90 YEARS AGO TODAY, JULY THE FIRST, German composer Hans Werner Henze was born. His large oeuvre of works is extremely varied in style, having been influenced by serialism, atonality, Stravinsky, Italian music, Arabic music and jazz, as well as traditional schools of German composition.
I first met Hans Werner at the Berlin Festival in 1970 at which he conducted his own work, El Cimarrón (The Runaway Slave), written when he lived in Cuba in 1969-70. It is subtitled Biographie des geflohenen Sklaven Esteban Montejo (Biography of the runaway slave Esteban Montejo), and is based on the autobiographical passages recounted by Montejo to Miguel Barnet in 1963. Montejo was also a veteran of the Cuban War of Independence (1895-98). The composer premiered the work in 1970 at the Berlin Festival and later conducted it that year at the Aldeburgh Festival in the UK.
Listening to the score had an unforgettable impact on me, and back at the swank Kempinsky Hotel, I couldn’t get some of the fifteen sung “tableaux” – oftentimes more laughter, whistling, shouting and screaming than singing! – out of my system. I hearkened back to July of 1946, back to my New Delhi home: It was cruelly hot there during the summer’s nights of 70 years ago.
My storied maternal grandfather, Ziauddin Akmal, who was my idol of derring-do and daredevil adventure, was spending a brief holiday with the family. He always preferred sleeping outdoors, so a couple of cots were prepared in the open-air back veranda for us at the direction of my mother.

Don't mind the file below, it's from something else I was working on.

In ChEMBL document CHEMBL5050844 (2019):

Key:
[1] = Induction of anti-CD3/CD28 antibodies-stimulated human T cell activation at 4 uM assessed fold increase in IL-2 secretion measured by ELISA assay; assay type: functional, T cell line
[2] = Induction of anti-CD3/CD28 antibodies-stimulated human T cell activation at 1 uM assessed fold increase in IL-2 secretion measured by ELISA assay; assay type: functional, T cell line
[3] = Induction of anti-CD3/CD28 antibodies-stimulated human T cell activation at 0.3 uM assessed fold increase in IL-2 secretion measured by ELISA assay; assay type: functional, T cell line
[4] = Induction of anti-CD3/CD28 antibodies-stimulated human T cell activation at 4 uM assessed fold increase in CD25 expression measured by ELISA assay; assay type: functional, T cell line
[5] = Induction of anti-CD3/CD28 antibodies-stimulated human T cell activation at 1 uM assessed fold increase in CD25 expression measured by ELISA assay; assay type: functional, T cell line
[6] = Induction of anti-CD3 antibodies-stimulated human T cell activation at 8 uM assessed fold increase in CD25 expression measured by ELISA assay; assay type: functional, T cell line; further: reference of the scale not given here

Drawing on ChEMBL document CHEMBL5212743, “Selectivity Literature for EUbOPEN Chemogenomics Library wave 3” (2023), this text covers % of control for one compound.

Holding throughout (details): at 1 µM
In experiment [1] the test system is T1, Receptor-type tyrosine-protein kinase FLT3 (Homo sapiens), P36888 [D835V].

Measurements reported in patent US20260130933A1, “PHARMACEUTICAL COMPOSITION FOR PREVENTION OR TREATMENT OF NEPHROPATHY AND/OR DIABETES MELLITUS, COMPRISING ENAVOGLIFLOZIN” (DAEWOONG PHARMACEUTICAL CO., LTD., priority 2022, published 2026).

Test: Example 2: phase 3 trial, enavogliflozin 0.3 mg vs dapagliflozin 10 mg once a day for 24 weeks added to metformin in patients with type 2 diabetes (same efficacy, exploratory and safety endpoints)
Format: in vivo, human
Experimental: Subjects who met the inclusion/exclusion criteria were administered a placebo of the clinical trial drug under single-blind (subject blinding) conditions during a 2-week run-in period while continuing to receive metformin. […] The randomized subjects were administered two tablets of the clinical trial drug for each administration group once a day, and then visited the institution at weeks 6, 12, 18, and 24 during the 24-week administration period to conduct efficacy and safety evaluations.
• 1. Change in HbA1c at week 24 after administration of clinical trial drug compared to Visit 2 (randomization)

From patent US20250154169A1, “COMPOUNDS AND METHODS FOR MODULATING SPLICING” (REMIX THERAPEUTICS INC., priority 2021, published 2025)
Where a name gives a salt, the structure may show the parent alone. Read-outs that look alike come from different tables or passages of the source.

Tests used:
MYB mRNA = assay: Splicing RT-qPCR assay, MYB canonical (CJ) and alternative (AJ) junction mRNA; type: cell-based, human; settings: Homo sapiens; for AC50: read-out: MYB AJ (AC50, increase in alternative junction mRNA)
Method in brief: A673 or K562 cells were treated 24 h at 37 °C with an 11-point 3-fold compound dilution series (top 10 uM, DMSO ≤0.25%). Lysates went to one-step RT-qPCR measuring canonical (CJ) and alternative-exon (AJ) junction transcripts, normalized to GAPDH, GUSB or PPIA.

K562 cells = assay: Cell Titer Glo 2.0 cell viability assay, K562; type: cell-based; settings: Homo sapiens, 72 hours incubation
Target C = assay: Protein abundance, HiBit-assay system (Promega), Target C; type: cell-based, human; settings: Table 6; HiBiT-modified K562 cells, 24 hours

Before sleep took over, I was enthralled by Nanaji’s engrossing tales of travels in foreign lands – from the time he was just 17 until the age of 39 years – as we lay alongside looking upward at the cloudless heavens. In a nutshell, he was a globe trotter with a yen for being in countries embroiled in some sort of political upheaval or rebellion. Leaving aside his time in Turkey during the Turco-Greek war of 1897 and later in South Africa during the Boer War and Zulu rebellion, his riveting recollection of the last year of the Cuban rebellion (island patriots prefer to call it their War of Independence) in 1898 really kept me awake long into the night.
My early memories of that island 90 miles off the south Florida coast of America were already romantically colored by my reading of Hemingway’s books, but precious little else. So it was riveting to hear almost firsthand about the exploits of those willing to risk their necks in becoming free of the Spanish yoke. I never got to go to Cuba, but my three years in Miami (1975-78) did enable me to make a lot of friends in Little Havana who were always willing to speak about their lost homeland, undeniably tinged with regret.
I’ll close with an extract from a 2010 rendition by the Greenwich Music Festival of the opening tableau Die Welt (The World) of El Cimarrón to enable you, dear Reader, to honor the memory of a great musician.
For the record, the complete complement of 15 tableaux is listed below:
1.Die Welt (The World)
3.Die Sklaverei (Slavery)
4.Die Flucht (Flight)
5.Der Wald (The Forest)
6.Die Geister (The Spirits)
7.Die falsche Freiheit (False Freedom)
8.Die Frauen (Women)
9.Die Maschinen (The Machines)
10.Die Pfarrer (The Clergy)
11.Der Aufstand (The Uprising)
12.Die Schlacht von Mal Tiempo (The Battle of Mal Tiempo)
13.Der schlechte Sieg (The Evil Victory)
14.Die Freundlichkeit (Frendliness)
15.Das Messer (The Knife)
In particular, his stage works reflect “his consistent cultivation of music for the theater throughout his life”.
My Diary 1961-70; Wikipedia
You number over 42,000 since January 2015, when I first began to put “some of my thoughts, written down” and posted them in the blogosphere. Since that time, many of you have urged me to seek support of my site and my writings by way of donations.
Copyright © 2016 Azim Lewis Mayadas